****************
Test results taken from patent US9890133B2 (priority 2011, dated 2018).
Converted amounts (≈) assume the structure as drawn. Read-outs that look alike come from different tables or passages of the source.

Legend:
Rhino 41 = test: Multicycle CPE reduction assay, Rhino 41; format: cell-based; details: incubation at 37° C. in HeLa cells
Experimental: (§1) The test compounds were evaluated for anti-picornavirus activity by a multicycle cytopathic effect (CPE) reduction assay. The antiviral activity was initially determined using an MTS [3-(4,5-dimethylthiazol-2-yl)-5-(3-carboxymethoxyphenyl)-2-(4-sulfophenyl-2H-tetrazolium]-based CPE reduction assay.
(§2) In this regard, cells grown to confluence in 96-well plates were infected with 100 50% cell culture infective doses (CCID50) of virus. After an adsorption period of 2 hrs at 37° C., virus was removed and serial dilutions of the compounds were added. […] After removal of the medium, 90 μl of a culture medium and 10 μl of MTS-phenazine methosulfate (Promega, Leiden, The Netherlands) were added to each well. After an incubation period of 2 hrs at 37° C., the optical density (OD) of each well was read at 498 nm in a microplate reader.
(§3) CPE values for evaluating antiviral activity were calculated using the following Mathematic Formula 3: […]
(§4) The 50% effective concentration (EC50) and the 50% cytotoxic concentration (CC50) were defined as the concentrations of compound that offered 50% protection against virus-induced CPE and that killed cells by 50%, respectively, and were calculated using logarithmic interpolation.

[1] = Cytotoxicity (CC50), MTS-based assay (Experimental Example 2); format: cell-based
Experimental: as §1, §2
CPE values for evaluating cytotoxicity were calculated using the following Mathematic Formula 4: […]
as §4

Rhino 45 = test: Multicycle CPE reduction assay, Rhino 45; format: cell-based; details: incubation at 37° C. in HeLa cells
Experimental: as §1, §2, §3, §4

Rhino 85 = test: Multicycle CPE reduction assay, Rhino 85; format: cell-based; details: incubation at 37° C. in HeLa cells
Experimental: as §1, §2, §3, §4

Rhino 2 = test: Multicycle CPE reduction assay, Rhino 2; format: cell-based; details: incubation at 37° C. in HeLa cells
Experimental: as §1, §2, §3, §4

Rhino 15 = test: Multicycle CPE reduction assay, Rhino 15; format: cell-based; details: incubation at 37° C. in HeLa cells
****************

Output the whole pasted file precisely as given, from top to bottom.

Test results taken from patent US9890133B2 (priority 2011, dated 2018).
Converted amounts (≈) assume the structure as drawn. Read-outs that look alike come from different tables or passages of the source.

Legend:
Rhino 41 = test: Multicycle CPE reduction assay, Rhino 41; format: cell-based; details: incubation at 37° C. in HeLa cells
Experimental: (§1) The test compounds were evaluated for anti-picornavirus activity by a multicycle cytopathic effect (CPE) reduction assay. The antiviral activity was initially determined using an MTS [3-(4,5-dimethylthiazol-2-yl)-5-(3-carboxymethoxyphenyl)-2-(4-sulfophenyl-2H-tetrazolium]-based CPE reduction assay.
(§2) In this regard, cells grown to confluence in 96-well plates were infected with 100 50% cell culture infective doses (CCID50) of virus. After an adsorption period of 2 hrs at 37° C., virus was removed and serial dilutions of the compounds were added. […] After removal of the medium, 90 μl of a culture medium and 10 μl of MTS-phenazine methosulfate (Promega, Leiden, The Netherlands) were added to each well. After an incubation period of 2 hrs at 37° C., the optical density (OD) of each well was read at 498 nm in a microplate reader.
(§3) CPE values for evaluating antiviral activity were calculated using the following Mathematic Formula 3: […]
(§4) The 50% effective concentration (EC50) and the 50% cytotoxic concentration (CC50) were defined as the concentrations of compound that offered 50% protection against virus-induced CPE and that killed cells by 50%, respectively, and were calculated using logarithmic interpolation.

[1] = Cytotoxicity (CC50), MTS-based assay (Experimental Example 2); format: cell-based
Experimental: as §1, §2
CPE values for evaluating cytotoxicity were calculated using the following Mathematic Formula 4: […]
as §4

Rhino 45 = test: Multicycle CPE reduction assay, Rhino 45; format: cell-based; details: incubation at 37° C. in HeLa cells
Experimental: as §1, §2, §3, §4

Rhino 85 = test: Multicycle CPE reduction assay, Rhino 85; format: cell-based; details: incubation at 37° C. in HeLa cells
Experimental: as §1, §2, §3, §4

Rhino 2 = test: Multicycle CPE reduction assay, Rhino 2; format: cell-based; details: incubation at 37° C. in HeLa cells
Experimental: as §1, §2, §3, §4

Rhino 15 = test: Multicycle CPE reduction assay, Rhino 15; format: cell-based; details: incubation at 37° C. in HeLa cells